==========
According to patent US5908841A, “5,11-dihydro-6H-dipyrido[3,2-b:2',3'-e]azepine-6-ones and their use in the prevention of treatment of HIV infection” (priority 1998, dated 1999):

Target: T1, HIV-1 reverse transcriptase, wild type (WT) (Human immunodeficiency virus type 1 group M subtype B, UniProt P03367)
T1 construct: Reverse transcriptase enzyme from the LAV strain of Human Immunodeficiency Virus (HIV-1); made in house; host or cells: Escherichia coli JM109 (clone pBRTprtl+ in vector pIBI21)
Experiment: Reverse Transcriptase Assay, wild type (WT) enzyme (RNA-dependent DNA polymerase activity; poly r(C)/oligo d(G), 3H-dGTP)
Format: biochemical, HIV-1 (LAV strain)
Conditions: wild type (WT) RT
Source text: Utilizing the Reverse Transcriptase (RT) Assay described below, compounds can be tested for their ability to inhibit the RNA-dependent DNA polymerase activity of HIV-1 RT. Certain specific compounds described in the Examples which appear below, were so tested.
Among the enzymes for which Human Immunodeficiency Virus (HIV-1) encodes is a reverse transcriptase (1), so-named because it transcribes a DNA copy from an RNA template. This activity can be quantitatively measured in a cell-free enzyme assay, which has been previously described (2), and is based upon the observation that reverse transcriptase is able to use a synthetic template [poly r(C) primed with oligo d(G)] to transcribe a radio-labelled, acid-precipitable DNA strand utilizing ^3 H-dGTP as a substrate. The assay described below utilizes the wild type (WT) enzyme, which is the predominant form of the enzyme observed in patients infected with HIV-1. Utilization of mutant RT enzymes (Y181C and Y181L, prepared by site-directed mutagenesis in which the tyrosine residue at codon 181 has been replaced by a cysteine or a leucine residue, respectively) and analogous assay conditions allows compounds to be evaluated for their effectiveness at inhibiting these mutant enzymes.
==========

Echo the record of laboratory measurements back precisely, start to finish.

According to patent US5908841A, “5,11-dihydro-6H-dipyrido[3,2-b:2',3'-e]azepine-6-ones and their use in the prevention of treatment of HIV infection” (priority 1998, dated 1999):

Target: T1, HIV-1 reverse transcriptase, wild type (WT) (Human immunodeficiency virus type 1 group M subtype B, UniProt P03367)
T1 construct: Reverse transcriptase enzyme from the LAV strain of Human Immunodeficiency Virus (HIV-1); made in house; host or cells: Escherichia coli JM109 (clone pBRTprtl+ in vector pIBI21)
Experiment: Reverse Transcriptase Assay, wild type (WT) enzyme (RNA-dependent DNA polymerase activity; poly r(C)/oligo d(G), 3H-dGTP)
Format: biochemical, HIV-1 (LAV strain)
Conditions: wild type (WT) RT
Source text: Utilizing the Reverse Transcriptase (RT) Assay described below, compounds can be tested for their ability to inhibit the RNA-dependent DNA polymerase activity of HIV-1 RT. Certain specific compounds described in the Examples which appear below, were so tested.
Among the enzymes for which Human Immunodeficiency Virus (HIV-1) encodes is a reverse transcriptase (1), so-named because it transcribes a DNA copy from an RNA template. This activity can be quantitatively measured in a cell-free enzyme assay, which has been previously described (2), and is based upon the observation that reverse transcriptase is able to use a synthetic template [poly r(C) primed with oligo d(G)] to transcribe a radio-labelled, acid-precipitable DNA strand utilizing ^3 H-dGTP as a substrate. The assay described below utilizes the wild type (WT) enzyme, which is the predominant form of the enzyme observed in patients infected with HIV-1. Utilization of mutant RT enzymes (Y181C and Y181L, prepared by site-directed mutagenesis in which the tyrosine residue at codon 181 has been replaced by a cysteine or a leucine residue, respectively) and analogous assay conditions allows compounds to be evaluated for their effectiveness at inhibiting these mutant enzymes.